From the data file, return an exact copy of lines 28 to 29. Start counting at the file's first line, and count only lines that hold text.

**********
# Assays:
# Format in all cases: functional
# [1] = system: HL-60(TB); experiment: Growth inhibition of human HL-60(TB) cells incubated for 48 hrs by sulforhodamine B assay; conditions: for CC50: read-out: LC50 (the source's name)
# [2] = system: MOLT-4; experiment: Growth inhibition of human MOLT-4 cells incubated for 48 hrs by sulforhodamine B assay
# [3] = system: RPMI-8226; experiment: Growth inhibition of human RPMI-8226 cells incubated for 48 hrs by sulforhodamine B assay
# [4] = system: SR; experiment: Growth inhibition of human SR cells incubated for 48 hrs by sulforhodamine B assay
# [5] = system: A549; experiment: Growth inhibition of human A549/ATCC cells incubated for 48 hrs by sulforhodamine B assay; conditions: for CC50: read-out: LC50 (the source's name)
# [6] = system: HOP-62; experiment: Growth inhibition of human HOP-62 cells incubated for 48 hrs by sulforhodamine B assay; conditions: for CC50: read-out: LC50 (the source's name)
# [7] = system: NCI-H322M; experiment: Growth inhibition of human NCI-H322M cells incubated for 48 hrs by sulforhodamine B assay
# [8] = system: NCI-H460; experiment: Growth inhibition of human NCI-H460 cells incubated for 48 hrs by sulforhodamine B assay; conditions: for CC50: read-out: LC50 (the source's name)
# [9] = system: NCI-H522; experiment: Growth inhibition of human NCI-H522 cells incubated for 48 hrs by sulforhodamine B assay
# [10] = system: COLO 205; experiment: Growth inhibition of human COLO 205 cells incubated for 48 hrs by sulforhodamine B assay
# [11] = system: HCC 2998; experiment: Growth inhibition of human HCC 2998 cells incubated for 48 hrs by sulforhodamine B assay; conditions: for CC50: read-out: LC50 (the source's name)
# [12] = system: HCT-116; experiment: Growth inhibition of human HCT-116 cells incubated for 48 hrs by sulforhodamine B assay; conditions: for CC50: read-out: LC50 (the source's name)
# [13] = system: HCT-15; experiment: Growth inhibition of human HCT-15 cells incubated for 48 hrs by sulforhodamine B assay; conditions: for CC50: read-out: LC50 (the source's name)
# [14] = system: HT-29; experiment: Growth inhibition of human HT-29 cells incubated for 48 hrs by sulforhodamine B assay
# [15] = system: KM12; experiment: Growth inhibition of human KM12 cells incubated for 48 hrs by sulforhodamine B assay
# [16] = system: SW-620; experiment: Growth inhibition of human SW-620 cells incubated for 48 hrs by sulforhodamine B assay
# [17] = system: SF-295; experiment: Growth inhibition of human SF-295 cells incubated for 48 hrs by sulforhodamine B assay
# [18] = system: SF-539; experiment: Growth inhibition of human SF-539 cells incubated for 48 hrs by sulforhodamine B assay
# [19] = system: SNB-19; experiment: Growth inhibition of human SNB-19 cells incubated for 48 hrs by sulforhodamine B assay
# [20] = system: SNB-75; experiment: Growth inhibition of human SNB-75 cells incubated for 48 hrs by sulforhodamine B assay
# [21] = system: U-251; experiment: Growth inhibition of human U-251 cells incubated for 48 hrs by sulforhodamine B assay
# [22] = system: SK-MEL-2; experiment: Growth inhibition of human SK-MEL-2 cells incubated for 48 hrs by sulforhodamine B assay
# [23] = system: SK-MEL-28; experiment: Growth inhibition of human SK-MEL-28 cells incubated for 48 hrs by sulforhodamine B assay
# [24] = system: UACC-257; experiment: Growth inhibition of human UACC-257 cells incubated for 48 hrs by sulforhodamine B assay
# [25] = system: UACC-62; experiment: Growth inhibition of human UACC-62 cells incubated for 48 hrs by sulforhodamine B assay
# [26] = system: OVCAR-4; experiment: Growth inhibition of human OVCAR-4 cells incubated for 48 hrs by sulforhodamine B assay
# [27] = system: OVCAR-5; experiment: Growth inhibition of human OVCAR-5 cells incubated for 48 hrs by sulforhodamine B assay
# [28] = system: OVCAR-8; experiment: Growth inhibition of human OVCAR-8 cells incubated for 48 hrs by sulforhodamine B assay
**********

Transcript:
# [26] = system: OVCAR-4; experiment: Growth inhibition of human OVCAR-4 cells incubated for 48 hrs by sulforhodamine B assay
# [27] = system: OVCAR-5; experiment: Growth inhibition of human OVCAR-5 cells incubated for 48 hrs by sulforhodamine B assay